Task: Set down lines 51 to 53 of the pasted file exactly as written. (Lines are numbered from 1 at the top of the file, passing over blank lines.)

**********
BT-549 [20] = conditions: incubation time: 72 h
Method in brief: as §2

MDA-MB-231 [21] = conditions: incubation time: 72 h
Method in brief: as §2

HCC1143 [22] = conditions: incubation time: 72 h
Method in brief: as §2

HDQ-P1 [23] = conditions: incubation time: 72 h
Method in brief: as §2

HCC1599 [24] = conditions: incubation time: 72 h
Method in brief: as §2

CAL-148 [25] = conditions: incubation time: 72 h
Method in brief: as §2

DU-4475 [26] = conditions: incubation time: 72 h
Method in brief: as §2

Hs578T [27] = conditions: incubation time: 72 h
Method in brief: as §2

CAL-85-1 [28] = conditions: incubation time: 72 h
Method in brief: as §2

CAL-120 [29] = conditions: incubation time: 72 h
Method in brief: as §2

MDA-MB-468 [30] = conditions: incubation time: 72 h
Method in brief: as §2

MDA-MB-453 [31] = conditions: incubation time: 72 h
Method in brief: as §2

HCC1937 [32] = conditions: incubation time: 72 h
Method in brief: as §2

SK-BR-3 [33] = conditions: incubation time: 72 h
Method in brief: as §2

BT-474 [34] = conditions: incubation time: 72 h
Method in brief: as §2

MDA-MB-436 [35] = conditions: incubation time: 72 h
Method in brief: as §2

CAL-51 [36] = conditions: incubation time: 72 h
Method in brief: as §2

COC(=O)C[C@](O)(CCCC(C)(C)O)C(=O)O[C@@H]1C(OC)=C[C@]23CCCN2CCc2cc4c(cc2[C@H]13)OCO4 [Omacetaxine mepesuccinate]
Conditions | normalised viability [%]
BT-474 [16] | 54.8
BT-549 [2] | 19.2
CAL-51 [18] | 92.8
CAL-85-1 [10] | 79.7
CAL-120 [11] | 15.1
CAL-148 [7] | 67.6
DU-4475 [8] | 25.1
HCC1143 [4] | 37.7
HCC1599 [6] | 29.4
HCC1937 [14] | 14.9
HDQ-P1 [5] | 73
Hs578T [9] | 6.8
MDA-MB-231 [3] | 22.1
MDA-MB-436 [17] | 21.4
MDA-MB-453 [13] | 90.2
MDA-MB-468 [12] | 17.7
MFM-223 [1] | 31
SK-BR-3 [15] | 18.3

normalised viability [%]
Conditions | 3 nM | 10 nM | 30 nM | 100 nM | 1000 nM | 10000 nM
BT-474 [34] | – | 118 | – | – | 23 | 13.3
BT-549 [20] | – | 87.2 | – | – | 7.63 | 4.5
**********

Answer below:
MDA-MB-453 [13] | 90.2
MDA-MB-468 [12] | 17.7
MFM-223 [1] | 31